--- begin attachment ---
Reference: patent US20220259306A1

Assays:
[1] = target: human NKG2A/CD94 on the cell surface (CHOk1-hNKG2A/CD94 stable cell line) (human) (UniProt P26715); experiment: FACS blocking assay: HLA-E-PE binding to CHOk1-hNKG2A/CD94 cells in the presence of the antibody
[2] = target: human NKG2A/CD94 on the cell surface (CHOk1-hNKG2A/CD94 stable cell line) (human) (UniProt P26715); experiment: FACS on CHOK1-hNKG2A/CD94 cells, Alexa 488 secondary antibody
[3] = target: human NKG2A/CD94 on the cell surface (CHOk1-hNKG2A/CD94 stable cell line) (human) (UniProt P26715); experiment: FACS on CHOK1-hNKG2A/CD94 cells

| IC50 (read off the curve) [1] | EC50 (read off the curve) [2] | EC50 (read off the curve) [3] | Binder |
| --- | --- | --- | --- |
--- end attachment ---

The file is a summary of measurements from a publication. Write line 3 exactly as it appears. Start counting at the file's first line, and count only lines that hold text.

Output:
[1] = target: human NKG2A/CD94 on the cell surface (CHOk1-hNKG2A/CD94 stable cell line) (human) (UniProt P26715); experiment: FACS blocking assay: HLA-E-PE binding to CHOk1-hNKG2A/CD94 cells in the presence of the antibody